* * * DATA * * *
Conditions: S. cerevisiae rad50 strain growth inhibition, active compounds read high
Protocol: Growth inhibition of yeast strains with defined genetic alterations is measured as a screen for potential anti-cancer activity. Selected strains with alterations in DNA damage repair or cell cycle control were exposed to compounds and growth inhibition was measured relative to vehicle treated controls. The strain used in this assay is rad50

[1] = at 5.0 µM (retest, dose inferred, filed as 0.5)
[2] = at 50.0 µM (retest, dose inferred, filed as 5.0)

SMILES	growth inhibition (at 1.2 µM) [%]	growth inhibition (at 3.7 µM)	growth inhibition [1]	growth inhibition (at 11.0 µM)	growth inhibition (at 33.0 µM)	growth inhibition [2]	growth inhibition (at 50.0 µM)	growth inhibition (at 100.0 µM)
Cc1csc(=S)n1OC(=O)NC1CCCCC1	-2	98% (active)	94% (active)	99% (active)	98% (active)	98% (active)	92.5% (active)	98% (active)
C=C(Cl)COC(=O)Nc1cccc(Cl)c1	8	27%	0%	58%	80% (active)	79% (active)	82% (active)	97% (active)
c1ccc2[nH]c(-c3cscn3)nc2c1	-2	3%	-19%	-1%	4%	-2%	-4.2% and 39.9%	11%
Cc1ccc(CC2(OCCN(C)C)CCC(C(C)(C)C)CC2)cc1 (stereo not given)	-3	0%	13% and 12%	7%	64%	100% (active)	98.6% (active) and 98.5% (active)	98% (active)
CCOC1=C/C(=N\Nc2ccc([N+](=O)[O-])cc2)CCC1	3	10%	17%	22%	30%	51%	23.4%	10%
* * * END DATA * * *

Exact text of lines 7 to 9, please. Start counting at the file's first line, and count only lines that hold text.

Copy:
C=C(Cl)COC(=O)Nc1cccc(Cl)c1	8	27%	0%	58%	80% (active)	79% (active)	82% (active)	97% (active)
c1ccc2[nH]c(-c3cscn3)nc2c1	-2	3%	-19%	-1%	4%	-2%	-4.2% and 39.9%	11%
Cc1ccc(CC2(OCCN(C)C)CCC(C(C)(C)C)CC2)cc1 (stereo not given)	-3	0%	13% and 12%	7%	64%	100% (active)	98.6% (active) and 98.5% (active)	98% (active)